Nobel laureate economist and New York Times columnist Paul Krugman is the latest economist to say the U.S. is likely heading toward a recession and the Federal Reserve has run out of ammunition to stop it.

Most economists and many among the world’s business leaders agree that global economic growth is slowing, and Krugman said the same while speaking at the World Government Summit in Dubai over the weekend.

“I think that there is a quite good chance that we will have a recession late this year (or) next year,” Krugman said.

Krugman, when not bashing the president in the pages of the New York Times, is a professor emeritus of Princeton University’s Woodrow Wilson School. He won the Nobel Prize in 2008 for his work on economic geography and international trade patterns.


Krugman said it was unlikely that just “one big thing” would prompt an economic downturn. Instead, a range of economic headwinds would increase the likelihood of a slowdown.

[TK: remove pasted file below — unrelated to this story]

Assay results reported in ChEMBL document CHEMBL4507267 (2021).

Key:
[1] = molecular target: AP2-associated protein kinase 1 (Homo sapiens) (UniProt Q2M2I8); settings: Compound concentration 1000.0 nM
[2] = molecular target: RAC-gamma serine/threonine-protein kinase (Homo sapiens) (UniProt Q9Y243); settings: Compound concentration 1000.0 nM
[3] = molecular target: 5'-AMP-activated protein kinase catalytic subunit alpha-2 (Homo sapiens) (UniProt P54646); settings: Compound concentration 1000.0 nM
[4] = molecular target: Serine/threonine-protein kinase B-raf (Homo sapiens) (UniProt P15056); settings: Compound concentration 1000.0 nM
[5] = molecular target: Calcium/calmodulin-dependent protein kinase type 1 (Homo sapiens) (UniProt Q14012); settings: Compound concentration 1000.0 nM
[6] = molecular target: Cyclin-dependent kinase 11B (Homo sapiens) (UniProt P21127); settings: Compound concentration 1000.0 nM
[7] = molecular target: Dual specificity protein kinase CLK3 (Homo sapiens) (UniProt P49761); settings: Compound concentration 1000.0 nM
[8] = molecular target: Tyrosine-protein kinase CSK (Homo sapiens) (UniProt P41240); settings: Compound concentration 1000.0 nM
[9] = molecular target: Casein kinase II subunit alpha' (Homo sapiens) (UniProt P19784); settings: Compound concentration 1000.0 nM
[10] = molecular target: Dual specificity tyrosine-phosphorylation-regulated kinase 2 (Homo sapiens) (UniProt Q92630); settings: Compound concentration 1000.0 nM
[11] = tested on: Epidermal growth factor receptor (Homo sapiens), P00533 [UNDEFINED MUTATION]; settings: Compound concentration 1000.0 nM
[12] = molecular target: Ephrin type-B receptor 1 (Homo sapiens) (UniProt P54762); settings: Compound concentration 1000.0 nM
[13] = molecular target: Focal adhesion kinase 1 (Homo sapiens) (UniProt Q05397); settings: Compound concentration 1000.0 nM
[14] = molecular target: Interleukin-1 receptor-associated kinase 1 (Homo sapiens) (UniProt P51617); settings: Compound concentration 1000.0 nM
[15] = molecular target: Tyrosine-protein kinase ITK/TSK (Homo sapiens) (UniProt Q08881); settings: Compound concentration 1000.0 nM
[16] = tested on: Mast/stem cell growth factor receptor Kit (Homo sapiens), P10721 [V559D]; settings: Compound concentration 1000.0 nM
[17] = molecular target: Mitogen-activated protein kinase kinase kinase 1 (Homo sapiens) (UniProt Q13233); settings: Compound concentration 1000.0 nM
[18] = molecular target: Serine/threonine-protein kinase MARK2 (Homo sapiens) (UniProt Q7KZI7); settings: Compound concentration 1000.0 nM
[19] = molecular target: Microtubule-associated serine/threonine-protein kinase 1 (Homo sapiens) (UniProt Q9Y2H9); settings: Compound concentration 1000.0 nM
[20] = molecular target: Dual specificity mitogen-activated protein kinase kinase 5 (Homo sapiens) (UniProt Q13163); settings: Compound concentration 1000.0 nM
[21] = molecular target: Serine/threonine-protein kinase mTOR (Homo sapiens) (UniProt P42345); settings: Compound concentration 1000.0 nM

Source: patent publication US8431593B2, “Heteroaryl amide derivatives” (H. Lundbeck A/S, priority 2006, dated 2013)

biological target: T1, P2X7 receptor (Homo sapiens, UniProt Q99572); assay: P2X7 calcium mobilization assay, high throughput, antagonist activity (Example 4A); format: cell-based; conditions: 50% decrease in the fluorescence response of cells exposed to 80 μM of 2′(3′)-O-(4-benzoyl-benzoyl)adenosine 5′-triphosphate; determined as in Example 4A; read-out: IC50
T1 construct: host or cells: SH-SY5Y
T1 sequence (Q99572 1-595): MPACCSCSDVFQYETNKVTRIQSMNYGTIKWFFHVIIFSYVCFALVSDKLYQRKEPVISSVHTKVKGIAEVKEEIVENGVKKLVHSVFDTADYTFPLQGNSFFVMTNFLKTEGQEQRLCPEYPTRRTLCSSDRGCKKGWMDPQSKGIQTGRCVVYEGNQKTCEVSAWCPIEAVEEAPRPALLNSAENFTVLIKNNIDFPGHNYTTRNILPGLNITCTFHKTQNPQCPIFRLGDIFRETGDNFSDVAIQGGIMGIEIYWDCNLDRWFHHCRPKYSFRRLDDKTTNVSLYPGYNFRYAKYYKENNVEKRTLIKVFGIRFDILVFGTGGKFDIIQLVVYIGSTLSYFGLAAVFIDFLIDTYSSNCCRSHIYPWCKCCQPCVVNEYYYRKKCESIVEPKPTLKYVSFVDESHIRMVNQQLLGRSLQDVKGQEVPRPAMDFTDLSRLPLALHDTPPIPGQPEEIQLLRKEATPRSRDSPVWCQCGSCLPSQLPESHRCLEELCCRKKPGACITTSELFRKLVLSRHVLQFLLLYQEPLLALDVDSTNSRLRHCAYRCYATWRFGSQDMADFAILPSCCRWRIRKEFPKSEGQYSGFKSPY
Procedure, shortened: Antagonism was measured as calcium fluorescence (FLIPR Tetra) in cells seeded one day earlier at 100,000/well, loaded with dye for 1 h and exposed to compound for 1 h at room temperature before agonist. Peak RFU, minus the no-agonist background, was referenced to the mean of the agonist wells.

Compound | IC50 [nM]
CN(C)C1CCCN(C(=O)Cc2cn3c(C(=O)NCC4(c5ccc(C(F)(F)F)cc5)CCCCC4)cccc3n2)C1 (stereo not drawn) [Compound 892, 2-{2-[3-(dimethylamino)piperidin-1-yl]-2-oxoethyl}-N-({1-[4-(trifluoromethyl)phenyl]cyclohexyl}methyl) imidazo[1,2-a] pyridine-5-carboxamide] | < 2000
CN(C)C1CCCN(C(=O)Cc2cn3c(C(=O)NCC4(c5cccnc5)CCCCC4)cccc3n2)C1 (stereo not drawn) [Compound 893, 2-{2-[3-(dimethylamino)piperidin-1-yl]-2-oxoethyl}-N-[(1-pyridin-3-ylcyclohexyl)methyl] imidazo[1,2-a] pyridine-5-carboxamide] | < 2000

He highlighted President Donald Trump‘s tax cut stimulus as one area of concern, saying the program was “not very effective.” Krugman also warned it was “starting to look like the bubble may be deflating” when it comes to tech growth.

Citing a broad lack of preparedness among economic policymakers, Krugman said: “The main concern has always been that we don’t have an effective response if stuff slows down.”

“The place that looks really close to recession right now is the euro area,” he added.

Late last week, the European Commission sharply downgraded its forecast for euro zone economic growth in 2019 and 2020.

The Commission said euro zone growth will slow to 1.3 percent this year from 1.9 percent in 2018 and is expected to rebound in 2020 to 1.6 percent.

The estimates were markedly less optimistic than the EU executive’s previous forecasts, released in November, when Brussels expected the 19-country currency bloc to grow 1.9 percent this year and 1.7 percent in 2020.

The news exacerbated fears that a global economic downturn is spreading to Europe.

“By the way, my track record for this is bad — as is everybody’s. No one is good at calling these turning points,” Krugman said.